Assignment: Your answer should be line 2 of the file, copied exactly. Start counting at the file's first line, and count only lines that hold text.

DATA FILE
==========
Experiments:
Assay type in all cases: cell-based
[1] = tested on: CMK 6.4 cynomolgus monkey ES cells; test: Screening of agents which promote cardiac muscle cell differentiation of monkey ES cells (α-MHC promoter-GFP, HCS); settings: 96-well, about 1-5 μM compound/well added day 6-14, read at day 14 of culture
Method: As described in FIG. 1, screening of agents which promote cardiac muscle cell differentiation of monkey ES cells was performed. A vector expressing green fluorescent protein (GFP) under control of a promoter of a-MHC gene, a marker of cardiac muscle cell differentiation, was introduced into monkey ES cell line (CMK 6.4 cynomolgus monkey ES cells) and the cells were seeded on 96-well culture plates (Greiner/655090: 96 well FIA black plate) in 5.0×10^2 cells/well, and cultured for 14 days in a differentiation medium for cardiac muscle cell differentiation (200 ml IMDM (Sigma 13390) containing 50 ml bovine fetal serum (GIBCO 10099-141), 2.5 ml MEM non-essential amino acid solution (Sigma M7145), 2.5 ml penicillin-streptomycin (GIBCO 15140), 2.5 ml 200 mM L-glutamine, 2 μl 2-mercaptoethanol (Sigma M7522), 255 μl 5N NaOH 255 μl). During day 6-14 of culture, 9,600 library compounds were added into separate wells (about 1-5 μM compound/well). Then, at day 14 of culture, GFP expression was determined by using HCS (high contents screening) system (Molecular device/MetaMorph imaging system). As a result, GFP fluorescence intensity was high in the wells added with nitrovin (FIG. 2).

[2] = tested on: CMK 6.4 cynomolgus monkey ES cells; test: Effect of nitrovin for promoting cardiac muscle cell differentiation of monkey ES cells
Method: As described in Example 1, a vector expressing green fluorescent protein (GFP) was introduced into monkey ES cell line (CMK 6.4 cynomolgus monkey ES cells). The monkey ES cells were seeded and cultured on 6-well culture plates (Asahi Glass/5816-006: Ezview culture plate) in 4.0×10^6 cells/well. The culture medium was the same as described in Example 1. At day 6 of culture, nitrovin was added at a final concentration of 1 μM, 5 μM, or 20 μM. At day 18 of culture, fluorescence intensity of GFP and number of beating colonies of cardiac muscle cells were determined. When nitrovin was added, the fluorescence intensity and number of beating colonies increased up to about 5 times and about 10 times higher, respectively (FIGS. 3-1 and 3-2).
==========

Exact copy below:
Assay type in all cases: cell-based